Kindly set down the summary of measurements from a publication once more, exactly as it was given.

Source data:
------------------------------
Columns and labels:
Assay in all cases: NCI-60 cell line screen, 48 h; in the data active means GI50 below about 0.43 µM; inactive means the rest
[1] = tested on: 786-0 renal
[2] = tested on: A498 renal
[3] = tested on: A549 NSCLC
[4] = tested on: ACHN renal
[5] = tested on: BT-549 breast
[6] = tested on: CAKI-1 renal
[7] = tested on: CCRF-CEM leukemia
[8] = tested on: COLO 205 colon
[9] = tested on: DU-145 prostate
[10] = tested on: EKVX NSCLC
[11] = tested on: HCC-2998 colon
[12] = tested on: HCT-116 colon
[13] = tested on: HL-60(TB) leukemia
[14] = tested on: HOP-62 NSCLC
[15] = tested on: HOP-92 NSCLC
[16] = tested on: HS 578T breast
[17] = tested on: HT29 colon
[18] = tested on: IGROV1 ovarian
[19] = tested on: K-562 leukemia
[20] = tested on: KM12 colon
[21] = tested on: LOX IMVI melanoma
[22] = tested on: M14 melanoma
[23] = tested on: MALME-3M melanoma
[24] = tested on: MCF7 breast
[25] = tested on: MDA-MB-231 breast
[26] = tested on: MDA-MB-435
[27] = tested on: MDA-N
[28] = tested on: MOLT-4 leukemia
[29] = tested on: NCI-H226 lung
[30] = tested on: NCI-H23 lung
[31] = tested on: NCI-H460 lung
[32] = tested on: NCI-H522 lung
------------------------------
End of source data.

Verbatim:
Columns and labels:
Assay in all cases: NCI-60 cell line screen, 48 h; in the data active means GI50 below about 0.43 µM; inactive means the rest
[1] = tested on: 786-0 renal
[2] = tested on: A498 renal
[3] = tested on: A549 NSCLC
[4] = tested on: ACHN renal
[5] = tested on: BT-549 breast
[6] = tested on: CAKI-1 renal
[7] = tested on: CCRF-CEM leukemia
[8] = tested on: COLO 205 colon
[9] = tested on: DU-145 prostate
[10] = tested on: EKVX NSCLC
[11] = tested on: HCC-2998 colon
[12] = tested on: HCT-116 colon
[13] = tested on: HL-60(TB) leukemia
[14] = tested on: HOP-62 NSCLC
[15] = tested on: HOP-92 NSCLC
[16] = tested on: HS 578T breast
[17] = tested on: HT29 colon
[18] = tested on: IGROV1 ovarian
[19] = tested on: K-562 leukemia
[20] = tested on: KM12 colon
[21] = tested on: LOX IMVI melanoma
[22] = tested on: M14 melanoma
[23] = tested on: MALME-3M melanoma
[24] = tested on: MCF7 breast
[25] = tested on: MDA-MB-231 breast
[26] = tested on: MDA-MB-435
[27] = tested on: MDA-N
[28] = tested on: MOLT-4 leukemia
[29] = tested on: NCI-H226 lung
[30] = tested on: NCI-H23 lung
[31] = tested on: NCI-H460 lung
[32] = tested on: NCI-H522 lung